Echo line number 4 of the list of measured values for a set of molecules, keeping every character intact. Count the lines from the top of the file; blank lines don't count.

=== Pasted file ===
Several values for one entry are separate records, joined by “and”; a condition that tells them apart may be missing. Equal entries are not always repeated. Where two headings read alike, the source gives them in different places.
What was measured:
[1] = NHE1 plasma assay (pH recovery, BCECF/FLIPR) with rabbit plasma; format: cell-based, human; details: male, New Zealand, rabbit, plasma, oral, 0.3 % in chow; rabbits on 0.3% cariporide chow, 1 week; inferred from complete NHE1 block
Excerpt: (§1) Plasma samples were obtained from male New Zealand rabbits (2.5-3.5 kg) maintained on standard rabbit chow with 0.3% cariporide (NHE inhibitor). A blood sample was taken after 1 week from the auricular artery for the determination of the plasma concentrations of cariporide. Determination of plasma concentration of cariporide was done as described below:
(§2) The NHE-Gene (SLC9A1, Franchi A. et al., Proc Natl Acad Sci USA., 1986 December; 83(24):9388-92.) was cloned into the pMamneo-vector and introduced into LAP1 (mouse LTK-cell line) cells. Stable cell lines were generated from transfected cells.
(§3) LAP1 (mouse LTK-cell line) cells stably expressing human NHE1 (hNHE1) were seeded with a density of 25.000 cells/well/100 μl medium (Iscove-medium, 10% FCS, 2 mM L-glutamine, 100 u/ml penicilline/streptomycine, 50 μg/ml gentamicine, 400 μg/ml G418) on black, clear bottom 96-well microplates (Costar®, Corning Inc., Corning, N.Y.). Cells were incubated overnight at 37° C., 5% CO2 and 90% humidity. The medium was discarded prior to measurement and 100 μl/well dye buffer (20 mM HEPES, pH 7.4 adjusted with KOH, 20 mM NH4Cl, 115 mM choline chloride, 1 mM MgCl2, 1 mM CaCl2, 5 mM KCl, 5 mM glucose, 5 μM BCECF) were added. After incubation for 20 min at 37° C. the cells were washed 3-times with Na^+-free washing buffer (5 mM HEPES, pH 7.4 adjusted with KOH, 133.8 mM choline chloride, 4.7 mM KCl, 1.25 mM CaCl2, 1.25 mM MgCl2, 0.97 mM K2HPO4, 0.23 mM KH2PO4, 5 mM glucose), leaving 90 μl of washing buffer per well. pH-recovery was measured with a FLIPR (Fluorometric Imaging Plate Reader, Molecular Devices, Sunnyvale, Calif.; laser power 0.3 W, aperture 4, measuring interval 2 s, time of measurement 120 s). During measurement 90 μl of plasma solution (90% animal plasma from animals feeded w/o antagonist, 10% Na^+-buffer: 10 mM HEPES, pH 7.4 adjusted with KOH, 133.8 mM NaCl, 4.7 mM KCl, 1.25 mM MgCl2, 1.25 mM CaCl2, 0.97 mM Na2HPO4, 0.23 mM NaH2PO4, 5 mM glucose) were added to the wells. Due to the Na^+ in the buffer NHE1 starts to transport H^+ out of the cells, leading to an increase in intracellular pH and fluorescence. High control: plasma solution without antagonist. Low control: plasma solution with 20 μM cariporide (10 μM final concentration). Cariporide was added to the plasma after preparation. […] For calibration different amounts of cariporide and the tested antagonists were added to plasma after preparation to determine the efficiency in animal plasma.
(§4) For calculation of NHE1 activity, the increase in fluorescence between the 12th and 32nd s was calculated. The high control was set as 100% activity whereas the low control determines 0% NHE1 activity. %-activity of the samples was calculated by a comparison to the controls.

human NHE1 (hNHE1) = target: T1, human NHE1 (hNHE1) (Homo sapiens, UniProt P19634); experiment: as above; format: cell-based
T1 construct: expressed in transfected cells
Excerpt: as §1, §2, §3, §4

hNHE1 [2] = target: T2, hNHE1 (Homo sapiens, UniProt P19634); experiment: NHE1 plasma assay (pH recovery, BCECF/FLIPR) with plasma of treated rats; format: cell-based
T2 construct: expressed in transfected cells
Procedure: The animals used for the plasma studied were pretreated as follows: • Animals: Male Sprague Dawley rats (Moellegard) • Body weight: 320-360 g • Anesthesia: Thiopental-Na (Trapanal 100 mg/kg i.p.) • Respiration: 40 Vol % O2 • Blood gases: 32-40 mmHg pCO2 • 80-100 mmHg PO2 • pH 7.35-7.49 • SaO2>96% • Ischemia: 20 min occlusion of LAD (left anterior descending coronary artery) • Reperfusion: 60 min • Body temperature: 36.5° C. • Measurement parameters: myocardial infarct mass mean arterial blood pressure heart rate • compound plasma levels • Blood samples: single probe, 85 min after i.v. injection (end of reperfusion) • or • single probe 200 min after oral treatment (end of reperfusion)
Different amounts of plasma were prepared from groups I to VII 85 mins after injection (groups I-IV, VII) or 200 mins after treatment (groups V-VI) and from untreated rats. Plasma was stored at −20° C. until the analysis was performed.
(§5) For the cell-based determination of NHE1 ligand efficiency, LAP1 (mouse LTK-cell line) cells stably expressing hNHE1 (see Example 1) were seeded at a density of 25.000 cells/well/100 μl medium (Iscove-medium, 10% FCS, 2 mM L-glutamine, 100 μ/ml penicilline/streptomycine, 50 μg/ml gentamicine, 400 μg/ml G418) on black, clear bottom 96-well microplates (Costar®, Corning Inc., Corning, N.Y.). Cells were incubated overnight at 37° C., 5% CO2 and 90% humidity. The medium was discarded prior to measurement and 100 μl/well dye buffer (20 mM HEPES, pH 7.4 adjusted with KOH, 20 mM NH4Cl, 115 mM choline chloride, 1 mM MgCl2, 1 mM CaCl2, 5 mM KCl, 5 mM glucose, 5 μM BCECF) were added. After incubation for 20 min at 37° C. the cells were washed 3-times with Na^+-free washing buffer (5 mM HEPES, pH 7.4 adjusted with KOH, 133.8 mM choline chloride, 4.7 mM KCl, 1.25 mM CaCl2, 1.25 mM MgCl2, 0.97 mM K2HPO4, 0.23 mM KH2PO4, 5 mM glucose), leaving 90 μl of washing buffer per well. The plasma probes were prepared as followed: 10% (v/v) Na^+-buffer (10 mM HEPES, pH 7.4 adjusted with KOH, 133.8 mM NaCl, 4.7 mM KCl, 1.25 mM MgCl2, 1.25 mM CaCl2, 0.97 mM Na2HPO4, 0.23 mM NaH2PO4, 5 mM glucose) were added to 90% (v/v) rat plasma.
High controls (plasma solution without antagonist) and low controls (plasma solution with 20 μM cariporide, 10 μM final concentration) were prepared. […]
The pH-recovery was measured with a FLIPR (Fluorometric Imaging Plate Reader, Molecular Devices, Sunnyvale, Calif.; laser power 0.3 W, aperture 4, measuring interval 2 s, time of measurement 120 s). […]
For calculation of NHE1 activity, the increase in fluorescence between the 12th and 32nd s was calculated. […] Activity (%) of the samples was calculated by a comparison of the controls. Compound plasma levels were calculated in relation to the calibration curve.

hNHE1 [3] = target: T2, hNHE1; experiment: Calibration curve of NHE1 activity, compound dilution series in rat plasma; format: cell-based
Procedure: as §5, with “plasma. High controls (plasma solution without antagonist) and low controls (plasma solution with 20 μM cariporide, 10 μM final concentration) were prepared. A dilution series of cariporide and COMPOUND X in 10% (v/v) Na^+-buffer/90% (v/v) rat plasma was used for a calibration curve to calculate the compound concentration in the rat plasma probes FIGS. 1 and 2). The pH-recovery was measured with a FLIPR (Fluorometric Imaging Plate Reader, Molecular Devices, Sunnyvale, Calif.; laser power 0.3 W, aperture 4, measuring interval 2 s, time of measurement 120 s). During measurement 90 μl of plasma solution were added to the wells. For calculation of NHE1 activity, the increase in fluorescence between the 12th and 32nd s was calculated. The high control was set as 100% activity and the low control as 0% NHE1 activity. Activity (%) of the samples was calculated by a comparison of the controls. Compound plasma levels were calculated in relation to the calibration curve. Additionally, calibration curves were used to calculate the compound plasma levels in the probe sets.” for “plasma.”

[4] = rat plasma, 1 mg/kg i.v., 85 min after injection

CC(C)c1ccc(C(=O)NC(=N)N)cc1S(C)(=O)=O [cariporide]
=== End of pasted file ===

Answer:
Excerpt: (§1) Plasma samples were obtained from male New Zealand rabbits (2.5-3.5 kg) maintained on standard rabbit chow with 0.3% cariporide (NHE inhibitor). A blood sample was taken after 1 week from the auricular artery for the determination of the plasma concentrations of cariporide. Determination of plasma concentration of cariporide was done as described below: